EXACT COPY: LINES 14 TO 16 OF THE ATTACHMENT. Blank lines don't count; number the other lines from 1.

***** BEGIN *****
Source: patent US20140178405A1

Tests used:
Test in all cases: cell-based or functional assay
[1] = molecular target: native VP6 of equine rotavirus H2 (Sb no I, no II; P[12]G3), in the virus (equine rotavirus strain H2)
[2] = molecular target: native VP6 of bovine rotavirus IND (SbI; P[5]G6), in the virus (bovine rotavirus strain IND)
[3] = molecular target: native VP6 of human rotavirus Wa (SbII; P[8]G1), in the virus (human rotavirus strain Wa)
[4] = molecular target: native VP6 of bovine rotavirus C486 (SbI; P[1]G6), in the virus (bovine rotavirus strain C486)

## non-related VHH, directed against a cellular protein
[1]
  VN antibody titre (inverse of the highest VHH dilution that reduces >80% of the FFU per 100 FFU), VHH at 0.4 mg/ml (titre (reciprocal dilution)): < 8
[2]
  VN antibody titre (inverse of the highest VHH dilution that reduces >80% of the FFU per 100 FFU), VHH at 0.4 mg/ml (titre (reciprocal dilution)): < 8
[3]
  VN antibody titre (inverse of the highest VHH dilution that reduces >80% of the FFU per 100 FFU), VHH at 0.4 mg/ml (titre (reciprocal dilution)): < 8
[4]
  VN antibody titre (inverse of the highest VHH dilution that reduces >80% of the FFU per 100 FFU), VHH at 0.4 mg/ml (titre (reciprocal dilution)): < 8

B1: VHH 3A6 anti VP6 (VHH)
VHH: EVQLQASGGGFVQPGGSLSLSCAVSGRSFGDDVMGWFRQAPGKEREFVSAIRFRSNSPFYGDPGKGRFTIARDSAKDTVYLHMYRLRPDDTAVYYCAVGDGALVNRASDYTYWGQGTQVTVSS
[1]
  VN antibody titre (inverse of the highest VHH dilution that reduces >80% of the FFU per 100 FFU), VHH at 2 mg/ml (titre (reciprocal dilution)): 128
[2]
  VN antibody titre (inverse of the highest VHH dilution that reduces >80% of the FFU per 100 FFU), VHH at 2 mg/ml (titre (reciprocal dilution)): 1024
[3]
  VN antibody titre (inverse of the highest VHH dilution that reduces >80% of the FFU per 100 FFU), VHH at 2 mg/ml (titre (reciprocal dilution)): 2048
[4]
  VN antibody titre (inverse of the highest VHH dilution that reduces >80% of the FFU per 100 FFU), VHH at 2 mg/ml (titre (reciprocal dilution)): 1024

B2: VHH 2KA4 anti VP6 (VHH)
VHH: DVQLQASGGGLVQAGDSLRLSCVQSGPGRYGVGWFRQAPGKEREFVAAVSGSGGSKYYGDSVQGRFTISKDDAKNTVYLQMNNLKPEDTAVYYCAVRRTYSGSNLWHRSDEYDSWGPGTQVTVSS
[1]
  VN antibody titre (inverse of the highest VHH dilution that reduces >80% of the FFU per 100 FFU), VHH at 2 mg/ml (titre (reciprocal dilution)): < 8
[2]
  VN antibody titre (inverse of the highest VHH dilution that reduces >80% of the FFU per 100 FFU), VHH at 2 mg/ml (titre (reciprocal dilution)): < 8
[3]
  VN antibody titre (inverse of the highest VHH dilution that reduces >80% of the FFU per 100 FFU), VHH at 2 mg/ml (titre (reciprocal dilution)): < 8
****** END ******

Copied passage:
  VN antibody titre (inverse of the highest VHH dilution that reduces >80% of the FFU per 100 FFU), VHH at 0.4 mg/ml (titre (reciprocal dilution)): < 8
[4]
  VN antibody titre (inverse of the highest VHH dilution that reduces >80% of the FFU per 100 FFU), VHH at 0.4 mg/ml (titre (reciprocal dilution)): < 8